You limit yourself to two cups of coffee…one slice of cake…and only a smidgen of other tempting indulgences. But what about your wine consumption? Is one glass really as modest as you think it is?

When it comes to food consumption, it’s well-known that portion sizes have increased steadily over the past few decades. Fueled by supersized meals—served up on increasingly larger dishes—waistlines as well as the incidences of diabetes and other serious health conditions have ballooned in recent years.

Not surprisingly, people are also drinking more alcohol—especially wine. For example, there was a fourfold increase in wine consumption from 1960 to 1980, and then it doubled again from 1980 to 2004. All this imbibing has come at a cost to our health. The harmful effects of alcohol are rated the fifth-largest risk factor for premature death and disability in high-income countries.

Faced with these facts, researchers began to wonder: Is there an association between wine consumption and the size of the wine glass? The question had not been studied, so scientists at the University of Cambridge recently took the first step in documenting changes to the design and size of drinking glasses.

Recent study: The researchers delved deeply into the issue, measuring the capacity of wineglasses that have been available in England from 1700 to 2017. To do their analysis, they consulted experts in antique glassware, museum curators—and even the Royal Household, which has commissioned new glassware for monarchs for nearly 150 years. Online auction houses and catalogs were also searched for older and current glasses, and a large department-store inventory was used to assess contemporary glasses.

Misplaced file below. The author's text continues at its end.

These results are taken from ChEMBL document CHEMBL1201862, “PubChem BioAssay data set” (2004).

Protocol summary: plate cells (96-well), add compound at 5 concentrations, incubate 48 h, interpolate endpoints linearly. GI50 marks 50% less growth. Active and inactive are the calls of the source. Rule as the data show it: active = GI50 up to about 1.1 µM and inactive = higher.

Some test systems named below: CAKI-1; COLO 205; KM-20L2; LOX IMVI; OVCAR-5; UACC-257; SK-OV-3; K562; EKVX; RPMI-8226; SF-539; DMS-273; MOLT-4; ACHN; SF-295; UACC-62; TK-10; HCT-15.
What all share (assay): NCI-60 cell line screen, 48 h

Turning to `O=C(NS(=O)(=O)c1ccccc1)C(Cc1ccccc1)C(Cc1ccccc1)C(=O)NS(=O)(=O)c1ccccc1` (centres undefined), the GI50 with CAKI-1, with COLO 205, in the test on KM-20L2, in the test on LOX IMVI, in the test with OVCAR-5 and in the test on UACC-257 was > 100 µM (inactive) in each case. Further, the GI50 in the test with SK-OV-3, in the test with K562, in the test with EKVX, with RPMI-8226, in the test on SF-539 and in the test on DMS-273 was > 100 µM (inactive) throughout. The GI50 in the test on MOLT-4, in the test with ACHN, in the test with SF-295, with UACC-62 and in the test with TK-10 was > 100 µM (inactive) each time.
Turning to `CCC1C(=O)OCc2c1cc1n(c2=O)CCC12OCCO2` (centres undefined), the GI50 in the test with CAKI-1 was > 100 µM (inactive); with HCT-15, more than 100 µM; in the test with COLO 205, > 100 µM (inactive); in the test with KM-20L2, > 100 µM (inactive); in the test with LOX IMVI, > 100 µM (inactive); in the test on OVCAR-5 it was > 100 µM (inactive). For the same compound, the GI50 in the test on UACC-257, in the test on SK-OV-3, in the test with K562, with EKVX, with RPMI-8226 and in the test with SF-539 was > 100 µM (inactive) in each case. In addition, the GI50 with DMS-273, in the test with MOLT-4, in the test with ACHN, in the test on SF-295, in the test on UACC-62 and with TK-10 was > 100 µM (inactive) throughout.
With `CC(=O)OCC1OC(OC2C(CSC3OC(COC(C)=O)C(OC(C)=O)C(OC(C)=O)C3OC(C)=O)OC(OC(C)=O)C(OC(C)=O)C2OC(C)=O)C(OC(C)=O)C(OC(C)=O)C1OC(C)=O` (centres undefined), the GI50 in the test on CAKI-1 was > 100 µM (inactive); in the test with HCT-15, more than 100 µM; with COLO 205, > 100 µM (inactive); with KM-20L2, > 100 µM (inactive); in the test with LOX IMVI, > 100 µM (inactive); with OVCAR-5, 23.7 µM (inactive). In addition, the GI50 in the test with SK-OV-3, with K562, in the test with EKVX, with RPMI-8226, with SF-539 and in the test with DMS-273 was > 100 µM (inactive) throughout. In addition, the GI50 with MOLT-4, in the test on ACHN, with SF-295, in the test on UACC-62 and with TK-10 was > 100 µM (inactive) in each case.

The sobering results: The capacity of wineglasses grew substantially over the more than 300-year time period studied. In the 1700s, wineglasses held an average of 2.2 ounces. By the 2000s, capacity reached 14 ounces…and in 2016, the average capacity was up to 15.2 ounces! The researchers note that the growth in capacity was quite gradual throughout most of the study period, but the rate of increase sped up dramatically beginning in the 1990s—corresponding with the increase in wine consumption.

What was driving this trend in wineglass supersizing?

The researchers did not have a firm answer but speculated that the US may have played a role. As the demand for larger wineglasses in the US market increased, manufacturers in England seemed to have responded by making bigger glasses of their own. At the same time, bars and restaurants may have seen the jumbo glasses as a perfect opportunity to boost their sales of bottles of wine.

The study described above cannot conclude that the larger capacity of wineglasses has led to increased alcohol consumption, but such a hypothesis may certainly be bolstered by the association found in this recent analysis. In fact, the concept is quite plausible, as other studies have shown that food and beverage consumption increases with larger plates and cups.

Bottom line: If you are limiting yourself to “just one glass” of wine, be aware of the size of the glass. You may be consuming more than you think! Sticking to a pour that doesn’t exceed half a glass (or less) can be a good way to control your consumption.

Editor’s note: Alcohol’s effect on the body changes dramatically as a person ages. Read more here about the little-known health risks linked to drinking after age 45.

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